16. 16. 16 It is of particular interest to compare refusal statistics with Armenia’s neighbouring countries. According to information provided on the website of Democracy & Freedom Watch about visa issuance refusals to citizens of the Eastern Partners and the Russian Federation in 2013, Georgia is the “leader” with a refusal rate of 12%, followed by Armenia (11%), Moldova (4.8%), Azerbaijan (4.2%), Ukraine (1.9%), the Russian Federation (1%), and Belarus (0.8%).12 Thus, Armenia is the second in terms of the refusal rate. It is noteworthy that Georgia and Armenia have much higher refusal rates than the other countries. This phenomenon may require additional review in the future. 12 http://dfwatch.net/georgia-on-top-of-eu-visa-rejection-list-89200
  17. 17. 17 Chapter Two Department for Passports and Visas under the Republic of Armenia Police and State Migration Service under the Republic of Armenia Ministry for Territorial Administration Another element of the monitoring carried out under this program focused on the domestic authorities responsible for the sector. In Armenia, the main authorities in charge of the sector are the Department for Passports and Visas under the Republic of Armenia Police and the State Migration Service under the Republic of Armenia Ministry for Territorial Administration. Questions on the functions and issues covered by this study were prepared and sent to the heads of these authorities in the form of official letters. Written responses were received in a rather short time period with detailed answers to our questions. Department for Passports and Visas under the Republic of Armenia Police The following questions were posed to the Department for Passports and Visas under the Republic of Armenia Police: 1. What is the procedure of issuing biometric passports? 2. Have mobile stations been created for issuing biometric passports? Is the issuance of biometric passports possible in all the regional units? 3. What is the procedure of issuing biometric passports to persons with physical disabilities? 4. What are the statistics of issuing biometric passports? 5. Can citizens receive passports of the old specimen? Do they need to receive the “validity” stamp? Under the law, a passport is issued within 15 working days. However, if a citizen wishes to receive a biometric passport within one working day, he needs to pay an additional 20,000 drams. The fee is 10,000 drams for issuing the passport within two working days, and 5,000 drams for five working days. According to the reply to the question about the procedure of issuing biometric passports (regulated by Article 5 of the Republic of Armenia Law on the Passport of a Citizen of the Republic of Armenia), a biometric passport contains a technical part, i.e. data storage of the data required by Paragraphs 2 and 3 of Article 5, as well as the fingerprints of the right and left index fingers. For children, fingerprints are taken starting from age 6, and the photo is replaced every time a passport is issued, regardless of age. The photo and fingerprints are taken at the police station or, if the person is abroad, at the relevant diplomatic mission or consular post of the Republic of Armenia. To regulate irregular migration between the Eastern Partners and the EU, a shared fingerprint system (Eurodac) has been created, which operates under the Dublin Convention.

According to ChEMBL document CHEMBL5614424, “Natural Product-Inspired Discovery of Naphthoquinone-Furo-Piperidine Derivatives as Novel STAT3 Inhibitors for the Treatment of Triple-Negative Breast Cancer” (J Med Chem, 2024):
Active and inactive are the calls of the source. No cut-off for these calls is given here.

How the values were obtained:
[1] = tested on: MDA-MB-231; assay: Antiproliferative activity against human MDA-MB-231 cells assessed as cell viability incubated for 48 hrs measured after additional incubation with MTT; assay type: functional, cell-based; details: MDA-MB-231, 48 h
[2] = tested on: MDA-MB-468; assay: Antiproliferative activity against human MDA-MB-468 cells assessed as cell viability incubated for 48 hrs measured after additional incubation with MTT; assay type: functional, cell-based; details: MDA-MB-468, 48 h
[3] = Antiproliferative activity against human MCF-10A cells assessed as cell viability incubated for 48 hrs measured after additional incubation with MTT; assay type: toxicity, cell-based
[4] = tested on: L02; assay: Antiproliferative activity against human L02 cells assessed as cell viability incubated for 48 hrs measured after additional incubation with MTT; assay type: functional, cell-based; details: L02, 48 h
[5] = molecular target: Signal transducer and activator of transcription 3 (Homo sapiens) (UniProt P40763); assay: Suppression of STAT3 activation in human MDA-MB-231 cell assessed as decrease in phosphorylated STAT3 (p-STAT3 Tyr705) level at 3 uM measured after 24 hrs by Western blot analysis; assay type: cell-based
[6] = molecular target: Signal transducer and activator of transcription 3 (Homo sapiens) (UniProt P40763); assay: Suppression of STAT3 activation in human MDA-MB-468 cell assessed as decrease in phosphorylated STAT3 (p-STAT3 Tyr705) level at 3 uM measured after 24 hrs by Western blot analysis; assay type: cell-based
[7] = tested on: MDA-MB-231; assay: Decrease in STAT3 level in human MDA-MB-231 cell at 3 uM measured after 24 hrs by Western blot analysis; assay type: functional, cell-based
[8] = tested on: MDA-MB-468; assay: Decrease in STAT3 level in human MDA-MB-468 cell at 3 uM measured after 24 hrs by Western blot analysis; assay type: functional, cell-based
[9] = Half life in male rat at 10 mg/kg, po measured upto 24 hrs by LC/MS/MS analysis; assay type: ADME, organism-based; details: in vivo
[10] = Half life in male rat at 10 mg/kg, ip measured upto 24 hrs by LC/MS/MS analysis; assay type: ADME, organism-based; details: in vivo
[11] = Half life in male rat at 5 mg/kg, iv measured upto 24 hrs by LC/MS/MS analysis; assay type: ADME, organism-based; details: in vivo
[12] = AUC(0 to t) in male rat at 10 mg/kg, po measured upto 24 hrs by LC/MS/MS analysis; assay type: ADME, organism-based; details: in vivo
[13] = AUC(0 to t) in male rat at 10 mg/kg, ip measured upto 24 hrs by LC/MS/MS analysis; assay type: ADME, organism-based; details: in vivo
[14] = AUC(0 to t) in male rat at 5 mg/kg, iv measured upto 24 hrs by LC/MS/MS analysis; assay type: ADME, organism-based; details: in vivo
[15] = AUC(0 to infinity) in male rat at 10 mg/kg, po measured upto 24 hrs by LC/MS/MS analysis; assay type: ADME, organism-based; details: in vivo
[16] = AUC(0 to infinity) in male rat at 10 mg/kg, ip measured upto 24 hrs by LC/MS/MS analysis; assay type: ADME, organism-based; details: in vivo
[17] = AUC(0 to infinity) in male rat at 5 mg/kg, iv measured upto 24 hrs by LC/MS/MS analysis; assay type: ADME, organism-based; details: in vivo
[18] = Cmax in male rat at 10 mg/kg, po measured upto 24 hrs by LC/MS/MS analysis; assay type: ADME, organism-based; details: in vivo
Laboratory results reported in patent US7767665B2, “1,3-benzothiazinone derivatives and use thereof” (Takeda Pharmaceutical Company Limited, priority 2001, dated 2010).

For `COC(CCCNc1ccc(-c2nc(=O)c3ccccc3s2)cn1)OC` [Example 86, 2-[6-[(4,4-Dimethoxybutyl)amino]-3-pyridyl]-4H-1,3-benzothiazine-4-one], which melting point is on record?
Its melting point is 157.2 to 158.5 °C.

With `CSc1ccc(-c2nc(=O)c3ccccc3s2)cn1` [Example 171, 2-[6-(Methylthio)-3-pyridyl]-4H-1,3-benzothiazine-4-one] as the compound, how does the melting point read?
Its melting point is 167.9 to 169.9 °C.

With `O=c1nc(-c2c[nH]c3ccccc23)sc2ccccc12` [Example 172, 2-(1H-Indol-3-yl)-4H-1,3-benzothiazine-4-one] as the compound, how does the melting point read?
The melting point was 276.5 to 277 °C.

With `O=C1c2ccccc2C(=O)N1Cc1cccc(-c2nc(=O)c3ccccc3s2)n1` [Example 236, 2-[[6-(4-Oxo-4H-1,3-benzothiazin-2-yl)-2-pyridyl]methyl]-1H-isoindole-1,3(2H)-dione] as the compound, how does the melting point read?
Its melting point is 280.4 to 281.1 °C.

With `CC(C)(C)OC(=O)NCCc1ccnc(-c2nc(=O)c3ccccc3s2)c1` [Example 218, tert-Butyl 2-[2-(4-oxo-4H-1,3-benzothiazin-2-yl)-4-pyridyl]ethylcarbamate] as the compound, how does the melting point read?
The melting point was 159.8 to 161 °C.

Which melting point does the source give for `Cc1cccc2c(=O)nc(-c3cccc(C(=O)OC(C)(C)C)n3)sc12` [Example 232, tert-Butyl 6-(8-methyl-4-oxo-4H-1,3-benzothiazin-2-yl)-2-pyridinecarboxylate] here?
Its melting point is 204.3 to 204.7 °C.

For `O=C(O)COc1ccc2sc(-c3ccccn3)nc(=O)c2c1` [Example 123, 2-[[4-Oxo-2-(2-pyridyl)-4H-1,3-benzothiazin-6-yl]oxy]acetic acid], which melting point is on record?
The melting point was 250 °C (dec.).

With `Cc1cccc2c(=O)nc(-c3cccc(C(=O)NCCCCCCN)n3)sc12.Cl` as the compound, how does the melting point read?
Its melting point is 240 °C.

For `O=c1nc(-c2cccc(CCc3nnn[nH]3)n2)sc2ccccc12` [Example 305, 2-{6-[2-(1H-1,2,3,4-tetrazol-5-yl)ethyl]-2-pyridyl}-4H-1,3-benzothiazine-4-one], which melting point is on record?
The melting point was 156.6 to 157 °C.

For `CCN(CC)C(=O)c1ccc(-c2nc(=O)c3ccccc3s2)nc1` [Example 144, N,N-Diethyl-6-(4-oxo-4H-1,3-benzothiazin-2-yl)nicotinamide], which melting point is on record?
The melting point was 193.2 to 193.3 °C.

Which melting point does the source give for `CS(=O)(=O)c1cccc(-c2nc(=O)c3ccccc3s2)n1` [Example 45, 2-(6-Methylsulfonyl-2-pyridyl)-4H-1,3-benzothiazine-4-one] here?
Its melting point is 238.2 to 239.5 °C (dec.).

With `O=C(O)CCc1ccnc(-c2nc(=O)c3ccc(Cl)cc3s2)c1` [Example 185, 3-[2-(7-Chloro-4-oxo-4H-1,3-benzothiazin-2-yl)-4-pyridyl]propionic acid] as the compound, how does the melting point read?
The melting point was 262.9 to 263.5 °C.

18. 18. 18 A key issue is related to the existence of mobile stations for issuing biometric passports and identification cards, which is especially important for citizens that cannot move on their own, as well as the inhabitants of remote and borderline settlements (it is a mandatory requirement of the EU). According to the written response of the Head of the Department for Passports and Visas, mobile stations have been provided to the Passport Unit in the City of Yerevan and the passport units around the regional centers of Armenia, save for the region of Aragatsotn. Negotiations with the Polish company PWPW are currently underway on the acquisition of additional mobile stations and other hardware. Biometric passports are issued at the Department for Passports and Visas and all of the subordinate passport units, save for the Passport Unit of Davitashen. This innovation is a positive step towards better document security and protection of private data, and complies with the requirements of the EU. At the end of March 2014, the Department for Passports and Visas under the Republic of Armenia Police had received over 35,000 applications for a biometric passport, of which about 30,000 were printed. This is a rather impressive indicator for such a short period of time. Although the issuance of a biometric passport is not required under the visa facilitation and readmission agreements at this stage, and citizens are not required to have a biometric passport in order to benefit from the visa facilitation agreement, it is a mandatory requirement for continuing the visa liberalization process, if Armenia decides to do so and launches the visa dialogue with a view towards subsequent visa liberalization. Despite commendable improvements in the passport issuance process (im- proved services for citizens, improved technical capacity, better document security, and so on), a number of shortcomings still remain:  There were long queues in some of the passport units at the initial stages of issuing biometric passports and identification cards.  There were difficulties related to the amount of the Government- defined stamp duty for a passport (1,000 drams for passports of the old specimen and 25,000 drams for the new passports). The problem related to the amount of the duty will become more acute when receiving a biometric passport becomes mandatory, which will be during the second stage of the visa liberalization process.  In the beginning, the plan was to issue biometric passports with a validity term of five years, which caused dissatisfaction. Subsequent- ly, the validity term was changed to 10 years, which is a more acceptable option.  In some passport units, while biometric passports were being issued, the officers refused to extend the validity term of the old-specimen passports (with the so-called “round seal”). However, this requirement was declared as illegal by the Head of the Department for Passports